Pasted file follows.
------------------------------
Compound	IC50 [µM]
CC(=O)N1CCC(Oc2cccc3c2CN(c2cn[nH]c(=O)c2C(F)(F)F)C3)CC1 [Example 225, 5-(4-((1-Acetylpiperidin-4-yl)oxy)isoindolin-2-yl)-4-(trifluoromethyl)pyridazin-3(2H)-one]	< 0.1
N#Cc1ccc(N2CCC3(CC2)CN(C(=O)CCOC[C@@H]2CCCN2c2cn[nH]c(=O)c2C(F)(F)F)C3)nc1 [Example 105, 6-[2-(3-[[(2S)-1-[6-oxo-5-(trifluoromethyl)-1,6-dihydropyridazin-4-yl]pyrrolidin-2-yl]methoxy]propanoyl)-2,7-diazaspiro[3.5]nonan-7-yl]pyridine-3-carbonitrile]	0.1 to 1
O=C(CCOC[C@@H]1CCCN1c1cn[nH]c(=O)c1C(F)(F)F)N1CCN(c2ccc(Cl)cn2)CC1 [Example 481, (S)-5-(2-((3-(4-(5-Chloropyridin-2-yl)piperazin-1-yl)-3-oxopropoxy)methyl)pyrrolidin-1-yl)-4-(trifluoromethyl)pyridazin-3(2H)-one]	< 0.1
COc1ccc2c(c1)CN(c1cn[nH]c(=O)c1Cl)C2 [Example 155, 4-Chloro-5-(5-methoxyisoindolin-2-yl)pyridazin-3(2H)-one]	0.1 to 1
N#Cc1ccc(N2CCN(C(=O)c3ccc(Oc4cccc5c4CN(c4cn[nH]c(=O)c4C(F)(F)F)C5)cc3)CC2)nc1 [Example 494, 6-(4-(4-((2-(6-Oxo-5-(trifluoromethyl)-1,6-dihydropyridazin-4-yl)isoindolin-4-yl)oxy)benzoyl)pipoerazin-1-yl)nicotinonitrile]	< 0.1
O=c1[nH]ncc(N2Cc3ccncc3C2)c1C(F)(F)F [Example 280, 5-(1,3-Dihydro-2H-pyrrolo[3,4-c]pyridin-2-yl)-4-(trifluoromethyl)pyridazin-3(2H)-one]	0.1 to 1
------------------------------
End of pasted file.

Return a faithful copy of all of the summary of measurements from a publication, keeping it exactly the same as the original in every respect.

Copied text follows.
Compound	IC50 [µM]
CC(=O)N1CCC(Oc2cccc3c2CN(c2cn[nH]c(=O)c2C(F)(F)F)C3)CC1 [Example 225, 5-(4-((1-Acetylpiperidin-4-yl)oxy)isoindolin-2-yl)-4-(trifluoromethyl)pyridazin-3(2H)-one]	< 0.1
N#Cc1ccc(N2CCC3(CC2)CN(C(=O)CCOC[C@@H]2CCCN2c2cn[nH]c(=O)c2C(F)(F)F)C3)nc1 [Example 105, 6-[2-(3-[[(2S)-1-[6-oxo-5-(trifluoromethyl)-1,6-dihydropyridazin-4-yl]pyrrolidin-2-yl]methoxy]propanoyl)-2,7-diazaspiro[3.5]nonan-7-yl]pyridine-3-carbonitrile]	0.1 to 1
O=C(CCOC[C@@H]1CCCN1c1cn[nH]c(=O)c1C(F)(F)F)N1CCN(c2ccc(Cl)cn2)CC1 [Example 481, (S)-5-(2-((3-(4-(5-Chloropyridin-2-yl)piperazin-1-yl)-3-oxopropoxy)methyl)pyrrolidin-1-yl)-4-(trifluoromethyl)pyridazin-3(2H)-one]	< 0.1
COc1ccc2c(c1)CN(c1cn[nH]c(=O)c1Cl)C2 [Example 155, 4-Chloro-5-(5-methoxyisoindolin-2-yl)pyridazin-3(2H)-one]	0.1 to 1
N#Cc1ccc(N2CCN(C(=O)c3ccc(Oc4cccc5c4CN(c4cn[nH]c(=O)c4C(F)(F)F)C5)cc3)CC2)nc1 [Example 494, 6-(4-(4-((2-(6-Oxo-5-(trifluoromethyl)-1,6-dihydropyridazin-4-yl)isoindolin-4-yl)oxy)benzoyl)pipoerazin-1-yl)nicotinonitrile]	< 0.1
O=c1[nH]ncc(N2Cc3ccncc3C2)c1C(F)(F)F [Example 280, 5-(1,3-Dihydro-2H-pyrrolo[3,4-c]pyridin-2-yl)-4-(trifluoromethyl)pyridazin-3(2H)-one]	0.1 to 1